If in summer the temperatures are higher, the plant is simply provided with access to fresh air and increased watering. It will not be possible to compensate for the absence of a cool wintering by leaving, because the rohei without lowering temperatures during the dormant period will not bloom.
Rohei love fresh air, regular airing, are resistant to drafts (except for cold, with strong temperature jumps). In summer, bushes can be placed in the open air with protection from direct sun and rain.
Care for Rohea at home
Watering and top dressing for a rochea is carried out so rarely that care for it cannot be called anything other than the simplest. Even pruning, which will have to be done annually, is one of the easiest among indoor plants.
Watering and humidity
At any time of the year, the Rohei do not welcome too abundant and frequent watering. Even in summer, the plant is sprinkled sparingly, allowing it to dry up to a third of the soil, but not completely dry it. Light humidity should be maintained in winter, reducing watering depending on air temperature to extremely scarce or minimal. Estimated frequency of irrigation - 1 time per week in the summer and 1 time per month in the winter.
For Rohea, you can use only warm, several degrees warmer than air in the room, soft water. Rain, melt, distilled, in extreme cases, boiled water is best suited.
Roheas grow well in dry air and, with good care, do not suffer from the proximity of air conditioners or radiators. Dust from the leaves should be removed regularly, carefully, with a soft brush.
Fertilizing and fertilizer composition
Rohea begin to feed with the start of growth in the spring, limiting to autumn 1 feeding per month. For this, plants use only special fertilizers for cacti and succulents.
Trimming and shaping a rohea
Rohei require quick removal of flowering peduncles that cut or break out at the base.
The main pruning is carried out annually, before the start of active growth and moving to heat, in February or the first week of March. All shoots of the rohea are shortened by ⅔ length, stimulating the active growth of new branches and allowing the bush to maintain a compact shape. Without pruning, the rohei deform more often and faster, with pruning - they retain decorativeness for up to 15 years.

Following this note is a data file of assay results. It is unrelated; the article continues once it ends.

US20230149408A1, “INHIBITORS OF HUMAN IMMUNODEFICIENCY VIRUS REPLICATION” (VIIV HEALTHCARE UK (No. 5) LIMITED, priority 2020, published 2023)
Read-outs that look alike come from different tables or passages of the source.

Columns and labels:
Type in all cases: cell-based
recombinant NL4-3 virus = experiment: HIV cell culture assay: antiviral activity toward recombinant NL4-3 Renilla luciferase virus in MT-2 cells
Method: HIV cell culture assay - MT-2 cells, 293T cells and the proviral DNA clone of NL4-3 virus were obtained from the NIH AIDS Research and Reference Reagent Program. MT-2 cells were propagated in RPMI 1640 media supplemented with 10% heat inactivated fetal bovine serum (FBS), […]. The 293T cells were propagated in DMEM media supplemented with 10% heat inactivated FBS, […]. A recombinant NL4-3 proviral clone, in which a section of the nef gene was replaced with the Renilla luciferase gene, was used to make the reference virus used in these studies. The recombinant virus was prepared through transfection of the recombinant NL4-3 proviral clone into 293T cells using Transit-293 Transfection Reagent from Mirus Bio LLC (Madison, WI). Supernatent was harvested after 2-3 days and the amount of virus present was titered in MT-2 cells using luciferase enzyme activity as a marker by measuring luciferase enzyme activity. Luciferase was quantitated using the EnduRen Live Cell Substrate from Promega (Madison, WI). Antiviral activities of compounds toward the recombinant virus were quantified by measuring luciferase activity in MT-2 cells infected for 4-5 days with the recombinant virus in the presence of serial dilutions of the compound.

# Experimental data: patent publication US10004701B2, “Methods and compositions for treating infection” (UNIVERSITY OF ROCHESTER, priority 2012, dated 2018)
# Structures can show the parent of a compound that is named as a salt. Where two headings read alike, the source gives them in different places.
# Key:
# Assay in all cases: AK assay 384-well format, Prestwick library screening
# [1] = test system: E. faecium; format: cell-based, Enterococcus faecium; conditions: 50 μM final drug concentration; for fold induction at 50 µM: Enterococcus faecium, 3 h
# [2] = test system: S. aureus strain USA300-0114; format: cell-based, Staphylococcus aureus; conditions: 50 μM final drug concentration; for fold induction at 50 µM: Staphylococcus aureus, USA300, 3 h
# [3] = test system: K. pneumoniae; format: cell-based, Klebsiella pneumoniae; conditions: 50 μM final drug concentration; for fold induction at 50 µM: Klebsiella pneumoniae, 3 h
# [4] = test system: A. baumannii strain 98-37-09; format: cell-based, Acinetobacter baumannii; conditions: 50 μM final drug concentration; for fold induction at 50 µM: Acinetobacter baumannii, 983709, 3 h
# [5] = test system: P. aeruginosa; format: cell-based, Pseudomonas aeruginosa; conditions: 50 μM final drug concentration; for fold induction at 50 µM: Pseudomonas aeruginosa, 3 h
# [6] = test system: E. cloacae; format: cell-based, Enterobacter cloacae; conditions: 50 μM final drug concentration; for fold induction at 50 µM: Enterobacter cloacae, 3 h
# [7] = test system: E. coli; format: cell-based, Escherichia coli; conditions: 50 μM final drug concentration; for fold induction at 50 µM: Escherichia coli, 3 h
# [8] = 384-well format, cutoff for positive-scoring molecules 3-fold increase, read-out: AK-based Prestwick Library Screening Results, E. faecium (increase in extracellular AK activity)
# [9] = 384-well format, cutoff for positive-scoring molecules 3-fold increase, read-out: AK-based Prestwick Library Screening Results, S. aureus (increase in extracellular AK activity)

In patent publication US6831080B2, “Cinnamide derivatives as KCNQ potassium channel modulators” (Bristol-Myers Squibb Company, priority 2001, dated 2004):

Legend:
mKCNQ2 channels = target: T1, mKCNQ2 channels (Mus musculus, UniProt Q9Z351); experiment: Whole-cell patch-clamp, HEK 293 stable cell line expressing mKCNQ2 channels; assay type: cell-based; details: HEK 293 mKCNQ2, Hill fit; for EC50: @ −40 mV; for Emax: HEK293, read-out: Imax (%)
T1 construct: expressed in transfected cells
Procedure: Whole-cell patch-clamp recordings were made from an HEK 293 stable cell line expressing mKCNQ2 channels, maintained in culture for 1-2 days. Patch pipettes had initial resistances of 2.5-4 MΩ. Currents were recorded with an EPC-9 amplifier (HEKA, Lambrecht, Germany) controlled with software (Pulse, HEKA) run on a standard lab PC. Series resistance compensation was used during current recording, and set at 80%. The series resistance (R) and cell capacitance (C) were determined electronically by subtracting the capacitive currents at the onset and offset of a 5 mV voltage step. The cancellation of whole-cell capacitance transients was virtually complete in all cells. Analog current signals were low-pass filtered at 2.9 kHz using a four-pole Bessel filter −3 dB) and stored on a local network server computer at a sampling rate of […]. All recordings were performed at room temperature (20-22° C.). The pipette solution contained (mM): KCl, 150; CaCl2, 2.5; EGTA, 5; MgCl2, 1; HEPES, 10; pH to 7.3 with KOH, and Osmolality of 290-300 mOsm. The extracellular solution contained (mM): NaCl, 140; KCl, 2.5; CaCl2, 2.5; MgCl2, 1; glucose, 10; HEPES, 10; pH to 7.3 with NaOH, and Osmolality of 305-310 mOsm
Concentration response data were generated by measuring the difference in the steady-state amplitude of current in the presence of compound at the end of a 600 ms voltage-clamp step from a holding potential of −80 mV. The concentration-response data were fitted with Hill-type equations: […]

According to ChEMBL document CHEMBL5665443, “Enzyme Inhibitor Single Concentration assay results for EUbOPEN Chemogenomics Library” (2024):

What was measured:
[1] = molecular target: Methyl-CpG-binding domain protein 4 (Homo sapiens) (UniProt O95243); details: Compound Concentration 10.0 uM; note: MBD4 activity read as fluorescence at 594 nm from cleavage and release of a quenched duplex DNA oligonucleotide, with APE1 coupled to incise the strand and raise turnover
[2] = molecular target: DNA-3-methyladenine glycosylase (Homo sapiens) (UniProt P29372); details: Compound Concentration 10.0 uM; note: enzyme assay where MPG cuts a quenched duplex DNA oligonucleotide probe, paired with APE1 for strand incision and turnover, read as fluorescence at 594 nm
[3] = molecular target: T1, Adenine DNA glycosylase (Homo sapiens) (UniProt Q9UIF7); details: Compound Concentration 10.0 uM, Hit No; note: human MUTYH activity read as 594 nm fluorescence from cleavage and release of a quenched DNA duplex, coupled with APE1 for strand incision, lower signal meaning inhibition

Transplant, containers and substrate
Rohei are transplanted as they grow, not more than 1 time in 2 years (the root system develops as slowly as the shoots). They transplant in early spring, focusing on signs of the onset of growth.
For the rohea, high containers are often used to compensate for the hanging shoots, but it is better to choose the coasters and the shallow, wide bowls and pots corresponding to its compact surface roots with good drainage holes. A drainage layer of 4-6 cm is laid at the bottom of the tank.
Any soil for a rohea needs to be additionally loosened. An additional portion of coarse sand and at least one handful of loosening additives - perlite, stone chips, fine expanded clay, large coconut fiber, vermiculite, etc. are added to the standard substrate for cacti (purchased or compiled independently).
Diseases, pests and growing problems
Scabbard, aphids and mealybugs are frequent visitors to the molehills taken to the garden and suffering from the accumulation of dust. Fight insects with insecticide treatment. But much more often, the Rohei lose their decorative effect due to improper care. When the soil dries up, the leaves wrinkle, the stems wither, in low light they grow more slowly, and overflows quickly lead to the spread of rot.
The main method of propagation of roomflies of any kind is cuttings, although large bushes can simply be divided into 2-3 parts. The strongest shoots are selected from the plant either in February-April, or from the end of August to the end of September. In spring, you can cut the plant with stem cuttings, in summer - only the tops.
Rooted cuttings immediately in containers where they plan to grow young bushes, 2-5 shoots each, in a light sandy substrate (a mixture of 2 parts of sand and 1 part of universal soil for succulents is ideal). It is not necessary to cover the containers with a cap, but light humidity should be constant, and so it is much easier to achieve.
Rohei root at a temperature of 20 to 32 degrees (the higher the temperature, the faster rooting occurs). As you grow up, pinch the tops to thicken, improve rooting and the formation of bushes.